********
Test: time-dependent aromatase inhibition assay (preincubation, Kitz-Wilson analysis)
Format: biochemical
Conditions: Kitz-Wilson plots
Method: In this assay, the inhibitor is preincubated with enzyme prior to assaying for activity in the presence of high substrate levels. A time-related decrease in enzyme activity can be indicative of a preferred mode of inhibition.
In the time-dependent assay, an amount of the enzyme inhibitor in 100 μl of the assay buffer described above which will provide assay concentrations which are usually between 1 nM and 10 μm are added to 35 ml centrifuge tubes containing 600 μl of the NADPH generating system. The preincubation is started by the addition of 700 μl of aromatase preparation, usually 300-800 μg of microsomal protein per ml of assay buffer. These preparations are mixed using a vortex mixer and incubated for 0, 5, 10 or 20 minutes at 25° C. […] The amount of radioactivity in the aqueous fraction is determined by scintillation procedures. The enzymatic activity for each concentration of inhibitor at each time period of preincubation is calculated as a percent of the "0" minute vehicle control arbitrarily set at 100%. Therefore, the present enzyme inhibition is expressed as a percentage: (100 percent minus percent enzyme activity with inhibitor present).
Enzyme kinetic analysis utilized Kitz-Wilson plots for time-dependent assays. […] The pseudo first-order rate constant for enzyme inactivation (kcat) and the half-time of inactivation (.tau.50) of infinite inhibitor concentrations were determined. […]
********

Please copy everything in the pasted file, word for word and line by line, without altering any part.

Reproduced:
Test: time-dependent aromatase inhibition assay (preincubation, Kitz-Wilson analysis)
Format: biochemical
Conditions: Kitz-Wilson plots
Method: In this assay, the inhibitor is preincubated with enzyme prior to assaying for activity in the presence of high substrate levels. A time-related decrease in enzyme activity can be indicative of a preferred mode of inhibition.
In the time-dependent assay, an amount of the enzyme inhibitor in 100 μl of the assay buffer described above which will provide assay concentrations which are usually between 1 nM and 10 μm are added to 35 ml centrifuge tubes containing 600 μl of the NADPH generating system. The preincubation is started by the addition of 700 μl of aromatase preparation, usually 300-800 μg of microsomal protein per ml of assay buffer. These preparations are mixed using a vortex mixer and incubated for 0, 5, 10 or 20 minutes at 25° C. […] The amount of radioactivity in the aqueous fraction is determined by scintillation procedures. The enzymatic activity for each concentration of inhibitor at each time period of preincubation is calculated as a percent of the "0" minute vehicle control arbitrarily set at 100%. Therefore, the present enzyme inhibition is expressed as a percentage: (100 percent minus percent enzyme activity with inhibitor present).
Enzyme kinetic analysis utilized Kitz-Wilson plots for time-dependent assays. […] The pseudo first-order rate constant for enzyme inactivation (kcat) and the half-time of inactivation (.tau.50) of infinite inhibitor concentrations were determined. […]